Saturday, April 14, 2012

Part III: Architectural Mentors: LaVerne Lantz

LaVerne Lantz was always "clear headed" (his words) about the right (Wright) way to design a home. That meant that design decisions were based on a logical set of principals that wed architecture to nature in a practical and efficient manner. As seen in the previous post, that could result in elegantly simple designs that the average person could afford.
A curvilinear home designed and built by LaVerne Lantz. 
Somewhat surprisingly, such logical goals did not deter Lantz from exploring new building materials and non-rectilinear forms whenever presented by opportunity. Many of his projects were based on hexagonal themes, such as the second home on Moraine End built for the LaVerne and Molly Lantz family. The three-winged composition of thirty degree and sixty degree angles eventually expanded to a hexagonal guest house connected by a low-slung breezeway. The 30-60 geometry is as natural upon the landscape as a honeycomb in a beehive.
Another home was built on the same hill for adventuresome clients. It consisted of curvilinear walls with plexiglas bubble windows and an open plan with no separation between "rooms". The exterior of that project is illustrated here.
Other homes explored non-vertical exterior walls, cantilevered floors, and mitered-glass skylights. Always they used an earth-based color palette and undisguised finish materials.
This willingness to explore and experiment is, perhaps, Lantz's most important architectural legacy. His work encourages a spirit of adventure. Though anchored in the Usonian idealism of Frank Lloyd Wright, his residential designs were always original, inventive, and confident. The confidence came from his belief that "a well designed house [will] fit the site and become an integral part of the landscape as well as give the occupants a feeling of peace and contentment. Homes designed in this manner do not go out of style, but... are forever." (From The Well Designed Home by LaVerne Lantz.)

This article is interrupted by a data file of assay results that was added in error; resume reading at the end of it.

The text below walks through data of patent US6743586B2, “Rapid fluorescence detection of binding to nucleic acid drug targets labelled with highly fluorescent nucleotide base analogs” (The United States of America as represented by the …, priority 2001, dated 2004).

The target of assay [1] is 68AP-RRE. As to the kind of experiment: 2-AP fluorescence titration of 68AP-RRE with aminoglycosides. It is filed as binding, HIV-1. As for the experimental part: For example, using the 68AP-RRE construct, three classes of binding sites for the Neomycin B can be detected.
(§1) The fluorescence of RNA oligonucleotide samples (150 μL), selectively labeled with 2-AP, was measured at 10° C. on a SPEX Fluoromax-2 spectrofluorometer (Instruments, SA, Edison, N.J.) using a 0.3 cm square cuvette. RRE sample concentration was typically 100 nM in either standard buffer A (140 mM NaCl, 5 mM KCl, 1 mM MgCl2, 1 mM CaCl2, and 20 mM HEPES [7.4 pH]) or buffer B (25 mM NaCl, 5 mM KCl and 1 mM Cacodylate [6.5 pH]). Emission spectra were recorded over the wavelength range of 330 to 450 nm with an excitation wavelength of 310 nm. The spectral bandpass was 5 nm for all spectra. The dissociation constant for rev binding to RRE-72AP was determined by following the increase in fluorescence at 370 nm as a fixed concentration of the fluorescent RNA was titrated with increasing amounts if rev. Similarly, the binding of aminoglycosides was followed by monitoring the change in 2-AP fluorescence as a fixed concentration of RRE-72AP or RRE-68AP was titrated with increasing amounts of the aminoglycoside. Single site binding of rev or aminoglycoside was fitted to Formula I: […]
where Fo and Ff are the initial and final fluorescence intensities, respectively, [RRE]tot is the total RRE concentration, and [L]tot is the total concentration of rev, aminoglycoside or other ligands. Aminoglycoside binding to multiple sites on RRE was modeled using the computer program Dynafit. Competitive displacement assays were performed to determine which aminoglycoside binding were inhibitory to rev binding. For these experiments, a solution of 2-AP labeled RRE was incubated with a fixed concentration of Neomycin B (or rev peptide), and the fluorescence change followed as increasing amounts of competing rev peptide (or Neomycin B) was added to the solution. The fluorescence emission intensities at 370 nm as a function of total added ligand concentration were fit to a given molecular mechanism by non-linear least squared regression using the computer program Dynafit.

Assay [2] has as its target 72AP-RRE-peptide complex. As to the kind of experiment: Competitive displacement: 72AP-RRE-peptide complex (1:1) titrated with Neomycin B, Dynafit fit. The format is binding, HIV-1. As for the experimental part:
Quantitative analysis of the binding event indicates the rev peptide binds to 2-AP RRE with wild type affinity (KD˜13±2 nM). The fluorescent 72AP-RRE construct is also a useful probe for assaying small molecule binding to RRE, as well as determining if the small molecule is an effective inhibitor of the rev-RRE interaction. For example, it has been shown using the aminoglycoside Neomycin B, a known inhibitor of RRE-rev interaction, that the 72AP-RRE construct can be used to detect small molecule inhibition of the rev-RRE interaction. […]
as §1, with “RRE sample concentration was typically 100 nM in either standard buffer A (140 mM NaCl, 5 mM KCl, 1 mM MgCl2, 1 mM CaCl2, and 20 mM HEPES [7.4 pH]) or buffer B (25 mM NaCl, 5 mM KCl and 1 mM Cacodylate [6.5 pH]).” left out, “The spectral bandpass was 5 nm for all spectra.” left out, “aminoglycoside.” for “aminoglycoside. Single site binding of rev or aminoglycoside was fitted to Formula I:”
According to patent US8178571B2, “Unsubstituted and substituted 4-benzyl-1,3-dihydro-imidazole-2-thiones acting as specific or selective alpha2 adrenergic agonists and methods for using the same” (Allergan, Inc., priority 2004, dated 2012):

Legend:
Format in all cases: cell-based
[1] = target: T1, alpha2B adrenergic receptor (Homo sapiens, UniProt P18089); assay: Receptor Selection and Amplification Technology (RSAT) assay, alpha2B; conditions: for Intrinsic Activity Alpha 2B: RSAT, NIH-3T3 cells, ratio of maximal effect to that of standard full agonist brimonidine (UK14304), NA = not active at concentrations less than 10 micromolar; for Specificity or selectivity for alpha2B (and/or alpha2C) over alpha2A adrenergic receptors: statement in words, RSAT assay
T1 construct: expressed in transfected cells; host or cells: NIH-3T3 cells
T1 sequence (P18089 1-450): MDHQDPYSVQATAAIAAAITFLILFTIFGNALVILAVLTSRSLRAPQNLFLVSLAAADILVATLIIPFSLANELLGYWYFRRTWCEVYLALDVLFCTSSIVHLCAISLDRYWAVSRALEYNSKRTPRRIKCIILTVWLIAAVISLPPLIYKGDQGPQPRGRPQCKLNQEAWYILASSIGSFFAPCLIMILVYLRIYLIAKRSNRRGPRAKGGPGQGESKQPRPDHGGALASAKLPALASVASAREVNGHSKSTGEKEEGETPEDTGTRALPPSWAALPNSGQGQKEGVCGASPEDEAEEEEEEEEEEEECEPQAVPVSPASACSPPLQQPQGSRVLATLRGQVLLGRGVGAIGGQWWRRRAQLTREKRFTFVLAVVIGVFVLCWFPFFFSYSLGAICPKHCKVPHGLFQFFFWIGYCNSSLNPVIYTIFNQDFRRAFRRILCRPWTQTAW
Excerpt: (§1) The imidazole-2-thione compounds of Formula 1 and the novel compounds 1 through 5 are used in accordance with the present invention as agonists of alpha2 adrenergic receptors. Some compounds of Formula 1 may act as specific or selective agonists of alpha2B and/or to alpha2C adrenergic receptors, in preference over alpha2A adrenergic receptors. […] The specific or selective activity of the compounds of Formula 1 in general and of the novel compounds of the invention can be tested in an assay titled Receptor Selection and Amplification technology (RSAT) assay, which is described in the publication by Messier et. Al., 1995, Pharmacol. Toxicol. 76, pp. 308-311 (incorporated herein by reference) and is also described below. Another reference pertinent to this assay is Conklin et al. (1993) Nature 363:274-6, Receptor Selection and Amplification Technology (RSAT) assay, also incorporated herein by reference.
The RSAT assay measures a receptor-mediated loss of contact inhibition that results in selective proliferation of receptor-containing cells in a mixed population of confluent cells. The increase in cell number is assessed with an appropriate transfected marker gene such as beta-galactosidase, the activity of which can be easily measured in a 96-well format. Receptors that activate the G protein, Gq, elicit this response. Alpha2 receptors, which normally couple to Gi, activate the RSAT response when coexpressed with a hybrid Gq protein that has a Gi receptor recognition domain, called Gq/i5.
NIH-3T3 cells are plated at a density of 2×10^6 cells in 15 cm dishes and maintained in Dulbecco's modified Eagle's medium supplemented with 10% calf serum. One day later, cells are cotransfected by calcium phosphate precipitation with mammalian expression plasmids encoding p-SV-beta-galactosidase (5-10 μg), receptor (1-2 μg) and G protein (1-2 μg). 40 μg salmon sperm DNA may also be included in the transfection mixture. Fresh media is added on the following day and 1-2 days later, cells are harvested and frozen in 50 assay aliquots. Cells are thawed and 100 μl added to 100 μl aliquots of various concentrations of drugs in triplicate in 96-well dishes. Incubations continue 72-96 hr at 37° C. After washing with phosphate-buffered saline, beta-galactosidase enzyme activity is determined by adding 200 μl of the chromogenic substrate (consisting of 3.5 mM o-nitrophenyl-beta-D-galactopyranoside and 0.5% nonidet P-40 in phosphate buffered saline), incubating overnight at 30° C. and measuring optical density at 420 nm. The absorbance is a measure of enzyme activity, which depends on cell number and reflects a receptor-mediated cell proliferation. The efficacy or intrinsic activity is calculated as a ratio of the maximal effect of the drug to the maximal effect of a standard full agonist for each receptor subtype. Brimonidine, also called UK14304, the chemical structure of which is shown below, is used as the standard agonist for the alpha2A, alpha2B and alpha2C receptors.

Illustration: M. Knorr


  1. I fondly recall a visit to the Lantz's house (maybe the one on Moraine End?) on a snowy March afternoon in 1972. Although I don't remember many specific details, what I do remember is an extraordinarily strong sensation of well-being and comfort, and a realization that this feeling emanated from the design of this space. How remarkable (and how unusual) it is to deeply "feel" a space, to have a sensation that is derived from the space one is in. Sadly, there aren't too many spaces in my life that I can say that about. But in the modest living room of the Lantz home, watching the snow fall in the forest through large windows, connected to but protected from nature, surrounded by warm materials and thoughtful design, I felt a serenity and sense of beauty that is rare.

  2. this home is for sale for just 325k dome one who loves and understands it must buy it so it remains in existence